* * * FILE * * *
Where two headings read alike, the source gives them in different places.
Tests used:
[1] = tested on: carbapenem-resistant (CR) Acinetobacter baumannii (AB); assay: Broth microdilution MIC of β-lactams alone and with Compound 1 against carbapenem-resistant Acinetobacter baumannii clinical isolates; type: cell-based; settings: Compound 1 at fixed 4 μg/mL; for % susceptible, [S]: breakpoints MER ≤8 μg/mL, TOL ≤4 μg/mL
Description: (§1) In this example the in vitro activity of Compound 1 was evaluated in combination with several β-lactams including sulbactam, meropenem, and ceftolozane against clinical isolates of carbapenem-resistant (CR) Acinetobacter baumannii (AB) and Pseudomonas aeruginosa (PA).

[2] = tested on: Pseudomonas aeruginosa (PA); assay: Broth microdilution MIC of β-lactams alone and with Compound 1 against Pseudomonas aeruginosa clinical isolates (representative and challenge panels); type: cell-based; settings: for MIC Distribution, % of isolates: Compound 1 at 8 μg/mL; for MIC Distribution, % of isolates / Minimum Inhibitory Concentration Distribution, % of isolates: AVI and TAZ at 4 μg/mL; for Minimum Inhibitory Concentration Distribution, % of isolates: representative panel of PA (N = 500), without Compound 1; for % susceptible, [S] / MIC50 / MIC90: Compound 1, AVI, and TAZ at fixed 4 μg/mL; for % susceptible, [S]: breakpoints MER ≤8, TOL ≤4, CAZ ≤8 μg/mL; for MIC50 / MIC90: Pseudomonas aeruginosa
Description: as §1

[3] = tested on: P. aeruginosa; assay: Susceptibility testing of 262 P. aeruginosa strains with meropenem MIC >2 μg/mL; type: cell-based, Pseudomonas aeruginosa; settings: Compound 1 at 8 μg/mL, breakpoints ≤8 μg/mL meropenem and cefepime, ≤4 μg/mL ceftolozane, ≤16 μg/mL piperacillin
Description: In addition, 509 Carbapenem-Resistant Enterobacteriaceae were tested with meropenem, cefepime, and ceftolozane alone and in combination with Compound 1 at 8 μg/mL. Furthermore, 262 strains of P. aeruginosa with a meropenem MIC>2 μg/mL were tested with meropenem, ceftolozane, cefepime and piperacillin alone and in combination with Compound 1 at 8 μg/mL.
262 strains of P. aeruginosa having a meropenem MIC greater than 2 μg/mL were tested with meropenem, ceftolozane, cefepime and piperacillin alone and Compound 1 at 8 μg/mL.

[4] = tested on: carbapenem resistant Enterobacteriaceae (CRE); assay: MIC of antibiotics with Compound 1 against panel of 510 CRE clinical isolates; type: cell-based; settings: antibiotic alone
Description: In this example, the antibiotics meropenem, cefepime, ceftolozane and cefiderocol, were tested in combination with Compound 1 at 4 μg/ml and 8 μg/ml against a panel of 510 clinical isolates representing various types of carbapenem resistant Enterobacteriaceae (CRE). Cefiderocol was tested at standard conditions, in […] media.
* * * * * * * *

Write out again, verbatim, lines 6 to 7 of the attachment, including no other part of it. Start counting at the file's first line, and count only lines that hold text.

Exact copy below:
Description: as §1

[3] = tested on: P. aeruginosa; assay: Susceptibility testing of 262 P. aeruginosa strains with meropenem MIC >2 μg/mL; type: cell-based, Pseudomonas aeruginosa; settings: Compound 1 at 8 μg/mL, breakpoints ≤8 μg/mL meropenem and cefepime, ≤4 μg/mL ceftolozane, ≤16 μg/mL piperacillin